• 10.
    Kino, Shiho
    et al.
    Harvard TH Chan Sch Publ Hlth, MA USA; Kyoto Univ, Japan.
    Hsu, Yu-Tien
    Harvard TH Chan Sch Publ Hlth, MA USA.
    Shiba, Koichiro
    Harvard TH Chan Sch Publ Hlth, MA USA.
    Chien, Yung-Shin
    Harvard TH Chan Sch Publ Hlth, MA USA.
    Mita, Carol
    Harvard Univ, MA 02115 USA.
    Kawachi, Ichiro
    Harvard TH Chan Sch Publ Hlth, MA USA.
    Daoud, Adel
    Linköpings universitet, Institutionen för ekonomisk och industriell utveckling, Institutet för analytisk sociologi, IAS. Linköpings universitet, Filosofiska fakulteten. Harvard Univ, MA 02115 USA; Univ Gothenburg, Sweden; Chalmers Univ Technol, Sweden.
    A scoping review on the use of machine learning in research on social determinants of health: Trends and research prospects2021Inngår i: SSM - Population Health, ISSN 2352-8273, Vol. 15, artikkel-id 100836Artikkel, forskningsoversikt (Fagfellevurdert)
    Abstract [en]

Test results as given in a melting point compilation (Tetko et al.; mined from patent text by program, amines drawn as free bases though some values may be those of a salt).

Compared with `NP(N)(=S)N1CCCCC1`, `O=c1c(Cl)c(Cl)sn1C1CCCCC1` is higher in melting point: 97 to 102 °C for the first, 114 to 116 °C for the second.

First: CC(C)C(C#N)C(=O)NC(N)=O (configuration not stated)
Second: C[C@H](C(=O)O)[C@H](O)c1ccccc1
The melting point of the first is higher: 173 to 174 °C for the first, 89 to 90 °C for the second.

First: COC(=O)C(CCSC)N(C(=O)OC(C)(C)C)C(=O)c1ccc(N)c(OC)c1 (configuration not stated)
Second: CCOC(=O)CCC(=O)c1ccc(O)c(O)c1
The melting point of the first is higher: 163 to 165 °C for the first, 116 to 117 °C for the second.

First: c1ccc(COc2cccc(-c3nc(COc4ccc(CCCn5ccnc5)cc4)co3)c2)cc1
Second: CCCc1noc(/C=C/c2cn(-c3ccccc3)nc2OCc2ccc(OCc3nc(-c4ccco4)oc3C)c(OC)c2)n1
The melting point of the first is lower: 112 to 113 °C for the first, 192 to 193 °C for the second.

Background: Machine learning (ML) has spread rapidly from computer science to several disciplines. Given the predictive capacity of ML, it offers new opportunities for health, behavioral, and social scientists. However, it remains unclear how and to what extent ML is being used in studies of social determinants of health (SDH). Methods: Using four search engines, we conducted a scoping review of studies that used ML to study SDH (published before May 1, 2020). Two independent reviewers analyzed the relevant studies. For each study, we identified the research questions, Results, data, and algorithms. We synthesized our findings in a narrative report. Results: Of the initial 8097 hits, we identified 82 relevant studies. The number of publications has risen during the past decade. More than half of the studies (n = 46) used US data. About 80% (n = 66) utilized surveys, and 70% (n = 57) employed ML for common prediction tasks. Although the number of studies in ML and SDH is growing rapidly, only a few studies used ML to improve causal inference, curate data, or identify social bias in predictions (i.e., algorithmic fairness). Conclusions: While ML equips researchers with new ways to measure health outcomes and their determinants from non-conventional sources such as text, audio, and image data, most studies still rely on traditional surveys. Although there are no guarantees that ML will lead to better social epidemiological research, the potential for innovation in SDH research is evident as a result of harnessing the predictive power of ML for causality, data curation, or algorithmic fairness.